Ofgem is set to invest £300 million in over 200 low carbon projects across the UK, with a key focus on upgrading electrical infrastructure.
The energy regulator is making the cash available to companies who want to upgrade their networks around key bottlenecks. This includes motorway service stations that want to install rapid electric vehicle chargers but don’t currently have the capacity.
Companies will be able to access the cash for the next two years, with the aim of supporting more than 1,800 new ultra-rapid charging points at motorway service areas. That would triple the current network and help alleviate range anxiety worries.
Work has already been taking place to improve charging facilities along major motorways, with UK Power Networks recently helping Ionity to install new chargers at Cobham Services on the M25. However, there are still electrical supply constraints at some service stations, with Southbound Tesla Superchargers at Fleet Services still offline due to issues in the area.
Ofgem says that its latest investment is part of a broader programme for safe, secure and clean energy, with £40 billion confirmed already and more to follow in 2022.
Motorway service stations won’t be the sole beneficiaries of the new funding, however. A further 1,750 charge points will be supported in towns and cities. With the regulator aiming for the cash to go to every region in Britain, which should help address the inequality faced by EV drivers outside of London and the South East.
Cities like Glasgow, Kirkwall, Warrington, Llandudno, York and Truro will benefit from increased network capacity to support more ultra-rapid charge points, increased renewable electricity generation and the move to more electric heating for homes and businesses. Investment also covers more rural areas with charging points for commuters at train stations in North and Mid Wales and the electrification of the Windermere ferry.
Jonathan Brearley, chief executive of Ofgem, said, “This £300 million down payment is just the start of building back a greener energy network which will see well over £40 billion of investment in Britain’s energy networks in the next seven years.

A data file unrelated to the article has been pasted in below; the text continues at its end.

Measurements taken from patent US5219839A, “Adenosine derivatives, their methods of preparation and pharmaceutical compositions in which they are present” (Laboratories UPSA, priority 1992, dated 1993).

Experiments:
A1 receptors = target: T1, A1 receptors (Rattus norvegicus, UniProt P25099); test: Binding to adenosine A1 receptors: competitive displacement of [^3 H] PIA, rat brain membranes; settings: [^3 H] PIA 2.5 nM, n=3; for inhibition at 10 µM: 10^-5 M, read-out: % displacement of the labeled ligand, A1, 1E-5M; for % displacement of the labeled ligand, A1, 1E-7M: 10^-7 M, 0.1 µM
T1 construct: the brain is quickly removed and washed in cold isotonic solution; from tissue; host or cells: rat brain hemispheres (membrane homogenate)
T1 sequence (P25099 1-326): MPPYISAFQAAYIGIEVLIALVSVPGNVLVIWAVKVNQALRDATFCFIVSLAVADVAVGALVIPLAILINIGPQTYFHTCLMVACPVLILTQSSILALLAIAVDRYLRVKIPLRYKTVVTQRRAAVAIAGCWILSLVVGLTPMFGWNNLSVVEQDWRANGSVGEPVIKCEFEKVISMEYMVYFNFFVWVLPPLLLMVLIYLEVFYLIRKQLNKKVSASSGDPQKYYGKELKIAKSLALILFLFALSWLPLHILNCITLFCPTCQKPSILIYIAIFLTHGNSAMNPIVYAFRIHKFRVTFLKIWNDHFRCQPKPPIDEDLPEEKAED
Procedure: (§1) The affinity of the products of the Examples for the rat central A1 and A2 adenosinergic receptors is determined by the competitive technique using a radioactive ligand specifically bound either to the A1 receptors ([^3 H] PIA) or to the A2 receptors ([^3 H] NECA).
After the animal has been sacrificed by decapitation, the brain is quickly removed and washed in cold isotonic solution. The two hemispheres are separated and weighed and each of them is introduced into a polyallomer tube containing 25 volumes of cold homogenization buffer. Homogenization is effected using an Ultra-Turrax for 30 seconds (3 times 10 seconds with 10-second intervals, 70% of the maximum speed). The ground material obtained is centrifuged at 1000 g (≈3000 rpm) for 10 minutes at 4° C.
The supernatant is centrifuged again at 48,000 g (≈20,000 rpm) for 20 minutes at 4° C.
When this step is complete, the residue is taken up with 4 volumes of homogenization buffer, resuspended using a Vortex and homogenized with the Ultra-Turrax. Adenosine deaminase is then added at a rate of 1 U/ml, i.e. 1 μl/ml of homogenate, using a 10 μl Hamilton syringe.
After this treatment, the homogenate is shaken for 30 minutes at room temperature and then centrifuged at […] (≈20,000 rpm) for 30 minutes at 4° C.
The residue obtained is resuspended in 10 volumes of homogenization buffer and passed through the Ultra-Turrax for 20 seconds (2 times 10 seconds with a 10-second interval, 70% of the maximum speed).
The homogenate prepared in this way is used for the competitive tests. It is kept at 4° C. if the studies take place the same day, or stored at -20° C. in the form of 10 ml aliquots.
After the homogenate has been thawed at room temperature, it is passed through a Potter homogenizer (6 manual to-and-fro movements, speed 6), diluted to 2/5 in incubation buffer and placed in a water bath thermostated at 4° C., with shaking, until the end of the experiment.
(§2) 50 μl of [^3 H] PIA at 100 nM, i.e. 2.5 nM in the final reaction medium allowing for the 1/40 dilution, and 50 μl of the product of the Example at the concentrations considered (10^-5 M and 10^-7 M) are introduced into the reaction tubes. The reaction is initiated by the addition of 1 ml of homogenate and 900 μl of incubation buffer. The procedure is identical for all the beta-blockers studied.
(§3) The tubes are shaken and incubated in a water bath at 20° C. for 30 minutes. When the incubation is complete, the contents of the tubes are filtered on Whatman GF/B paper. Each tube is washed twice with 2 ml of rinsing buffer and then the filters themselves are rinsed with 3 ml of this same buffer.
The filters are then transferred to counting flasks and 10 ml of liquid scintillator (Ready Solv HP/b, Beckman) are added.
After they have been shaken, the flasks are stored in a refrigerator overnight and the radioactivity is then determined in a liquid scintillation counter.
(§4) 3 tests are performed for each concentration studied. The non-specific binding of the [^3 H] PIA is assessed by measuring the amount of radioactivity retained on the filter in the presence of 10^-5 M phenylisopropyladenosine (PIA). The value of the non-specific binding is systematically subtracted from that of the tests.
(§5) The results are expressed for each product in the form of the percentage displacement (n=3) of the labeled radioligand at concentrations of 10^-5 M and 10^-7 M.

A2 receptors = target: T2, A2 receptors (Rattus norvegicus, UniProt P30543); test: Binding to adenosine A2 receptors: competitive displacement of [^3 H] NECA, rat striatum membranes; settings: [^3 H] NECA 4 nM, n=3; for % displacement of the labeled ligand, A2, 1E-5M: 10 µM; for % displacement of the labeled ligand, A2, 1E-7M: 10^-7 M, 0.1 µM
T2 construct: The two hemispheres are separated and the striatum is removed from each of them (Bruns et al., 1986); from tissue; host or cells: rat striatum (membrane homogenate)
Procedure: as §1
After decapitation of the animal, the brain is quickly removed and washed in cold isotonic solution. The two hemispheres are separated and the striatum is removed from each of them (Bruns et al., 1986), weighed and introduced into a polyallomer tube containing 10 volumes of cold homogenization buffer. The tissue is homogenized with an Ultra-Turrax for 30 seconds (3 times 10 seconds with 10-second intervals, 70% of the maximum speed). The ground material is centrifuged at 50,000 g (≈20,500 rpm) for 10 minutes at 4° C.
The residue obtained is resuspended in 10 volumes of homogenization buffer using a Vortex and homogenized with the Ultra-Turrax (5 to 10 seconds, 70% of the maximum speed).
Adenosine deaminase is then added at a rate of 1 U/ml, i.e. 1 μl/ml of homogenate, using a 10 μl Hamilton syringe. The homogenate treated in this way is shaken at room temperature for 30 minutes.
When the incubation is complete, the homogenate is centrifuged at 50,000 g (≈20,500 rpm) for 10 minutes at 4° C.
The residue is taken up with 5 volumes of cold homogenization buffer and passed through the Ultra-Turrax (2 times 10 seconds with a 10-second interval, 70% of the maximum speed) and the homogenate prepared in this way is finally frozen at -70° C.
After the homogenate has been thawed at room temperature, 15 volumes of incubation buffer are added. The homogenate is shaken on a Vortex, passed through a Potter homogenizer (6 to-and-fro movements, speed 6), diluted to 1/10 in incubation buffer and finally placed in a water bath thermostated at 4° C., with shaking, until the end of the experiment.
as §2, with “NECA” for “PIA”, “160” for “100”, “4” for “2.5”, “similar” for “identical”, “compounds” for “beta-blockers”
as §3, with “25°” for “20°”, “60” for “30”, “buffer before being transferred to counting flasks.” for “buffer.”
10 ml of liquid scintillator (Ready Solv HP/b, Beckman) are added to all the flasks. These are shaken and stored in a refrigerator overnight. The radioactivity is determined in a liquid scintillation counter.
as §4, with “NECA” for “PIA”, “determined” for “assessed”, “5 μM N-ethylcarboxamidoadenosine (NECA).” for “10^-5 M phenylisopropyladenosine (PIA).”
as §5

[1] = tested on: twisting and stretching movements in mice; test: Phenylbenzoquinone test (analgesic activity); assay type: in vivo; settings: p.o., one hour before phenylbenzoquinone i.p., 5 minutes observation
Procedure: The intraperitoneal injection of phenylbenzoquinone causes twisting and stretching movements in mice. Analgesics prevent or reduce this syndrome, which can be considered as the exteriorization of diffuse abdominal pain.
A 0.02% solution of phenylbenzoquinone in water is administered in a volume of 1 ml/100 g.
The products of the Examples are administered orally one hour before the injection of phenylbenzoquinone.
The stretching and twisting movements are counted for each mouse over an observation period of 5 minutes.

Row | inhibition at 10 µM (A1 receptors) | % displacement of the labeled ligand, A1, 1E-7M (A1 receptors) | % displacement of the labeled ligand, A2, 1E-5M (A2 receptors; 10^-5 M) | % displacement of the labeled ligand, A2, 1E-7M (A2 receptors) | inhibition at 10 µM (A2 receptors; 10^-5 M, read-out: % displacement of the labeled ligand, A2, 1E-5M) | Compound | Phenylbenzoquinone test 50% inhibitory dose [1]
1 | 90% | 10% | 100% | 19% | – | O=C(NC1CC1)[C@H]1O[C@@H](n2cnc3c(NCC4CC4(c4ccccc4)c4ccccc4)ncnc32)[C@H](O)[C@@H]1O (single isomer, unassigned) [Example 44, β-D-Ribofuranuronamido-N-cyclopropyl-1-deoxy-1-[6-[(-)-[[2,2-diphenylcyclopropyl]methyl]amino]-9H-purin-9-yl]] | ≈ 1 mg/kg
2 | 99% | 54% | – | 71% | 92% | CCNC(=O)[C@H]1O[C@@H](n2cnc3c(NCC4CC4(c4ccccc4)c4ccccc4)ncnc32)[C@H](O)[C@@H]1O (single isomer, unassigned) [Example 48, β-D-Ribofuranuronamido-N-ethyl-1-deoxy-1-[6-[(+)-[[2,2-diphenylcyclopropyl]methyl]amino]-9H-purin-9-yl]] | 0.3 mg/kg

“The payment will support the rapid take up of electric vehicles which will be vital if Britain is to hit its climate change targets. Drivers need to be confident that they can charge their car quickly when they need to. We’re paving the way for the installation of 1,800 ultra-rapid charge points, tripling the number of these public charge points. Drivers will have more charging options for longer journeys.
“In the year that Glasgow hosts the COP26 climate summit, the energy networks are rising to the challenge and working with us and partners to accelerate projects that can start now, benefiting consumers, boosting the economy and creating jobs.”
Rachel Maclean, Transport Minister, added, “I warmly welcome today’s news from Ofgem, which will greatly improve the resilience of our charging network as we build back greener.
“With more than 500,000 electric cars now on UK roads, this will help to increase this number even further as drivers continue to make the switch to cleaner, greener vehicles.”
David Smith, chief executive at ENA which represents the UK and Ireland’s energy networks businesses, commented, “With just a few months left until COP26 we are delighted to have been able to bring forward such a crucial enabler of the Prime Minister’s green recovery ambitions. Delivering a green recovery for seas, skies and streets, over £300m of electricity distribution network investment will enable wide-ranging projects which help tackle some of our biggest Net Zero challenges, like electric vehicle range anxiety and the decarbonisation of heavier transport.
“This new funding shows the social, economic and environmental benefits that can be brought forward by industry working closely with a flexible regulator.”
Keith Bell, Member of the Climate Change Committee, noted, “This joint initiative by Ofgem and the electricity distribution network companies is a welcome development, showing flexibility in the regulatory arrangements in the long-term interests of energy users. On the journey to Net Zero, we need to make it as easy as possible for people to manage without their combustion engine cars. Electric vehicles are looking more and more attractive, but we need to make sure they can be charged easily, and that means having the right infrastructure – charge points and network capacity – in the right place at the right time.
“As well as enabling charging of electric vehicles and the electrification of heat, network investment will provide support for supply chains and, where projects require expansion of the workforce, the creation of new jobs. It will be an essential complement to a smarter power system where innovative information technology and attractive energy tariffs for consumers will ensure we make best use of our electricity system infrastructure.”